Structural Tolerance Factor Approach to Defect-Resistant I<inf>2</inf>-II-IV-X<inf>4</inf> Semiconductor Design

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Copyright © 2020 American Chemical Society. Recent work on quaternary semiconductors Cu2BaSn(S,Se)4 and Ag2BaSnSe4 for photovoltaic and thermoelectric applications, respectively, has shown the promise of exploring the broader family of defect-resistant I2-II-IV-X4 materials (where I, II, and IV refer to the formal oxidation state of the metal cations and X is a chalcogen anion) with tetrahedrally coordinated I/IV cations and larger II cations (i.e., Sr, Ba, Pb, and Eu) for optoelectronic and energy-related applications. Chemical dissimilarity among the II and I/IV atoms represents an important design motivation because it presents a barrier to antisite formation, which otherwise may act as electronically harmful defects. We herein show how all 31 experimentally reported I2-II-IV-X4 examples (with large II cations and tetrahedrally coordinated smaller I/IV cations), which form within five crystal structure types, are structurally linked. Based on these structural similarities, we derive a set of tolerance factors that serve as descriptors for phase stability within this family. Despite common usage in the well-studied perovskite system, Shannon ionic radii are found to be insufficient for predicting metal-chalcogen bond lengths, pointing to the need for experimentally derived correction factors as part of an empirically driven learning approach to structure prediction. We use the tolerance factors as a predictive tool and demonstrate that four new I2-II-IV-X4 compounds, Ag2BaSiS4, Ag2PbSiS4, Cu2PbGeS4, and Cu2SrSiS4, can be synthesized in correctly predicted phases. One of these compounds, Ag2PbSiS4, shows potentially promising optoelectronic properties for photovoltaic applications.





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Sun, JP, GC McKeown Wessler, T Wang, T Zhu, V Blum and DB Mitzi (2020). Structural Tolerance Factor Approach to Defect-Resistant I2-II-IV-X4 Semiconductor Design. Chemistry of Materials, 32(4). pp. 1636–1649. 10.1021/acs.chemmater.9b05107 Retrieved from

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Volker Blum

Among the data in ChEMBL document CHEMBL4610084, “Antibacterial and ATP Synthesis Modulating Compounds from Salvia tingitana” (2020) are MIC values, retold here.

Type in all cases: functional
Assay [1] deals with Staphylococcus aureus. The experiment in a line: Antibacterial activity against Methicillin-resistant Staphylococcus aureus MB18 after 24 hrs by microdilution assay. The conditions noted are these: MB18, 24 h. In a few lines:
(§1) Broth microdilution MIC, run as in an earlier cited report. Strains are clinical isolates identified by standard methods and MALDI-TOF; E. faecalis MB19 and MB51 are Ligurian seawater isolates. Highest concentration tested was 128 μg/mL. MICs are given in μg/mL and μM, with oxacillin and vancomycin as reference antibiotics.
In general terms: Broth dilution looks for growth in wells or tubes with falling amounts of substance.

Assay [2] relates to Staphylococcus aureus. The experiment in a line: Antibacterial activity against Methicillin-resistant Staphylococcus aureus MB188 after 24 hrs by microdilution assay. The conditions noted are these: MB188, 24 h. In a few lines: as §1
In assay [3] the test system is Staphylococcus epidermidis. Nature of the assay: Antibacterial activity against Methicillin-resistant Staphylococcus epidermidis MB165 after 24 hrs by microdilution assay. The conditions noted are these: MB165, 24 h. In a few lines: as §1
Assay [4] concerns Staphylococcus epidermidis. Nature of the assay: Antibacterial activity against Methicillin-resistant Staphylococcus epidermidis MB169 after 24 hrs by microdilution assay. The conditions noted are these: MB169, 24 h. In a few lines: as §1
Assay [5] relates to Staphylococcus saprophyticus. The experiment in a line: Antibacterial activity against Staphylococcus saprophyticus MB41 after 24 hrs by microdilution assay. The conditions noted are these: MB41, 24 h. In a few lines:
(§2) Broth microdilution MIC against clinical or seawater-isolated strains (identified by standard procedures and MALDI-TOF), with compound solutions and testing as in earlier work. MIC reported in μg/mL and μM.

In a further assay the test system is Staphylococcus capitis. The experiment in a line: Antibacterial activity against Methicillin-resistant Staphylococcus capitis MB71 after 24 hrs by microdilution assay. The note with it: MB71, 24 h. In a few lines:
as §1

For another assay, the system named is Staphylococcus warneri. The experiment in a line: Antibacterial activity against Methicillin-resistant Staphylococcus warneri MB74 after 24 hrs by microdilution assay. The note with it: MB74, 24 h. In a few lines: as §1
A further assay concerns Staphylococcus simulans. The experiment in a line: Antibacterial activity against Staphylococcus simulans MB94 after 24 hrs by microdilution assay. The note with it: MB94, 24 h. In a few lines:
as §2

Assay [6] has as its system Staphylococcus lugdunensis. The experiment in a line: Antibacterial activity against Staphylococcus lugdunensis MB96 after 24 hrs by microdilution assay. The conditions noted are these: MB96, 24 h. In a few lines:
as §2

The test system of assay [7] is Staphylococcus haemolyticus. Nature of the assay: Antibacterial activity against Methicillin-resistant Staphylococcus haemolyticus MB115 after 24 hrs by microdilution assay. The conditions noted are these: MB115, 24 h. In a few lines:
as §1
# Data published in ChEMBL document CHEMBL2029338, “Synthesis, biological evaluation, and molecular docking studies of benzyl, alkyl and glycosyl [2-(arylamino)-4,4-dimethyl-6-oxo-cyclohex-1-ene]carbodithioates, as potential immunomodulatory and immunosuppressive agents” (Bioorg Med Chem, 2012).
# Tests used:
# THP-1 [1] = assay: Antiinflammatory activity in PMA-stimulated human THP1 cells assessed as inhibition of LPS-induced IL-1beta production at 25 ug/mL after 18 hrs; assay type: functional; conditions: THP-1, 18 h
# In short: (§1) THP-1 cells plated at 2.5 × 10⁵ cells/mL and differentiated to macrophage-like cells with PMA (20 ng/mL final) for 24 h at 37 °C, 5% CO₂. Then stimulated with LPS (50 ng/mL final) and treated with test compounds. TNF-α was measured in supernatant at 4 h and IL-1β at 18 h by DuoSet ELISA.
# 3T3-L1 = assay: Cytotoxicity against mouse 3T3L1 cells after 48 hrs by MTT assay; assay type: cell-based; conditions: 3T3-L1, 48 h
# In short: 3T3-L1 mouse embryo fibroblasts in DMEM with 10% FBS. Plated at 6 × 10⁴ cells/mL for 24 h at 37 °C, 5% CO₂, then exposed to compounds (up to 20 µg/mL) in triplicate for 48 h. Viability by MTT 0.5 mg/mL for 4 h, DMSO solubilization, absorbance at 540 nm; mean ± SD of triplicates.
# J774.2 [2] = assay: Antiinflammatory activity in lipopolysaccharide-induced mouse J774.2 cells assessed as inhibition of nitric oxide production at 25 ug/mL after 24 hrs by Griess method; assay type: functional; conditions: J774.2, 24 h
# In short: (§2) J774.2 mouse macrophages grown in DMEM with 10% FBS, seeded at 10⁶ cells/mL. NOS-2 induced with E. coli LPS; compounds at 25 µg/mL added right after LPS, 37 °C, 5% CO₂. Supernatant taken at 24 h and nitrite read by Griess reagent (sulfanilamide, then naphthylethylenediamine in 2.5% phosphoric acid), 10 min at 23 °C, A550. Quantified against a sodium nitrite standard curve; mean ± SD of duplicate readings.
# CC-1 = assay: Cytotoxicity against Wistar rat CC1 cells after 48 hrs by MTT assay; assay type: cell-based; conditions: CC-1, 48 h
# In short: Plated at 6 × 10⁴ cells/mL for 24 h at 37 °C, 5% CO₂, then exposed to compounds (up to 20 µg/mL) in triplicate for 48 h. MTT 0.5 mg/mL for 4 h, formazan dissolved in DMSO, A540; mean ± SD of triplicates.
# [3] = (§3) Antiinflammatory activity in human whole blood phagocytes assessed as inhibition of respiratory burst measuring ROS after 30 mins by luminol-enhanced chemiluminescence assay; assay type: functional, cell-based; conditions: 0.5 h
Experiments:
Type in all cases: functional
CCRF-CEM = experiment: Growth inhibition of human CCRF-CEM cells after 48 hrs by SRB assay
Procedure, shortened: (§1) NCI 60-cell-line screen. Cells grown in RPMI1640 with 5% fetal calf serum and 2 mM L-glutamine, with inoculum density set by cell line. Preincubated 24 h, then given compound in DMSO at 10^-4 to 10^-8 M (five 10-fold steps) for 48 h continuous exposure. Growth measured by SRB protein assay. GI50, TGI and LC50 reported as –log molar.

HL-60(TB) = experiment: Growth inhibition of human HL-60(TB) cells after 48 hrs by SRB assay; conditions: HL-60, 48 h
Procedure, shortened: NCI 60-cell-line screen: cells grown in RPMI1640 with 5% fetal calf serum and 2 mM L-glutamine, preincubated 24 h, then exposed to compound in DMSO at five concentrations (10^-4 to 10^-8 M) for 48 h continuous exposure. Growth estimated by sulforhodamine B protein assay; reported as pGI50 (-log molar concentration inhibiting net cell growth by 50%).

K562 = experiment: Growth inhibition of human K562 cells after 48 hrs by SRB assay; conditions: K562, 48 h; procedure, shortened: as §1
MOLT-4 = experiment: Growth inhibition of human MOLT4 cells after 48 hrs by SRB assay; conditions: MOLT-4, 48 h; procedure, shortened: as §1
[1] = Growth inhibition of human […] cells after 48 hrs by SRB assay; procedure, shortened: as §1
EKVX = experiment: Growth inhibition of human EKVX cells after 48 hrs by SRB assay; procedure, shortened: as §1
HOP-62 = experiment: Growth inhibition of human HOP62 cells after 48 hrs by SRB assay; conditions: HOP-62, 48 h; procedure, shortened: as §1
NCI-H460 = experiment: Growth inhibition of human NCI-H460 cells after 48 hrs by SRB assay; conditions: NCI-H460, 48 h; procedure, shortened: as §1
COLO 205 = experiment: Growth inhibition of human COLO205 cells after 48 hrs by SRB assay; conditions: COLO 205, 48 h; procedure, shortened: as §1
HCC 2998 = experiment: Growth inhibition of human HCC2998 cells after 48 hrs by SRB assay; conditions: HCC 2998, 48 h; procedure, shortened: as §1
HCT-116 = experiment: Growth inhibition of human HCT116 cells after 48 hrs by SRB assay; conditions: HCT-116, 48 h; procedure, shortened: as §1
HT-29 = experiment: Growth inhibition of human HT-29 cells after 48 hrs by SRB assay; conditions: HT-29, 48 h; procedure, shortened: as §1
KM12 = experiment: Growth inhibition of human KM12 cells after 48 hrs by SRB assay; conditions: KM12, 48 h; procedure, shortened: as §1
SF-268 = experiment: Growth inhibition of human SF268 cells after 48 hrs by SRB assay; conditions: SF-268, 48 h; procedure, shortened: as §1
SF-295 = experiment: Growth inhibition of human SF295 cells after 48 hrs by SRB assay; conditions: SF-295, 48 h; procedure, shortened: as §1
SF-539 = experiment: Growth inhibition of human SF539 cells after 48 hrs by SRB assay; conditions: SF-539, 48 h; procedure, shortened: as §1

Rooney Family Associate Professor of Mechanical Engineering and Materials Science

Volker Blum heads the "Ab initio materials simulations" group at Duke University. Dr. Blum's research focuses on first-principles computational materials science: using the fundamental laws of quantum mechanics to predict the properties of real materials from the atomic scale on upwards.

Specific focus areas are interface and nanoscale systems with electronic and energy applications, as well as work on molecular structure and spectroscopy. He is actively working on novel semiconductor materials, including hybrid organic-inorganic perovskites and complex chalcogenide materials. Both groups of materials hold promise as absorbers for photovoltaics (i.e., solar cells), as materials for spin-based electronics and optoelectronics, and other semiconductor applications.

Dr. Blum is the coordinator of a major computer package for computational materials and molecular science based on electronic structure theory, FHI-aims. Work in his group is interdisciplinary (touching areas of physics and chemistry in addition to materials science), with opportunities for international collaboration and exchange.


David Mitzi

Simon Family Distinguished Professor

David Mitzi received his B.S. in Electrical Engineering and Engineering Physics from Princeton University in 1985 and his Ph.D. in Applied Physics from Stanford University in 1990.  Prior to joining the faculty at Duke in 2014, Dr. Mitzi spent 23 years at IBM’s T.J. Watson Research Center, where his focus was on the search for and application of new electronic materials, including organic-inorganic perovskites and inorganic materials for photovoltaic, LED, transistor and memory applications.  For his final five years at IBM, he served as manager for the Photovoltaic Science and Technology Department, where he initiated and managed a multi-company program to develop a low-cost, high-throughput approach to deposit thin-film chalcogenide-based absorber layers for high-efficiency solar cells. Dr. Mitzi’s current research interests involve making emerging photovoltaic materials more effective, cost-efficient and competitive for the energy market. He holds a number of patents, and has authored or coauthored more than 200 papers and book chapters.

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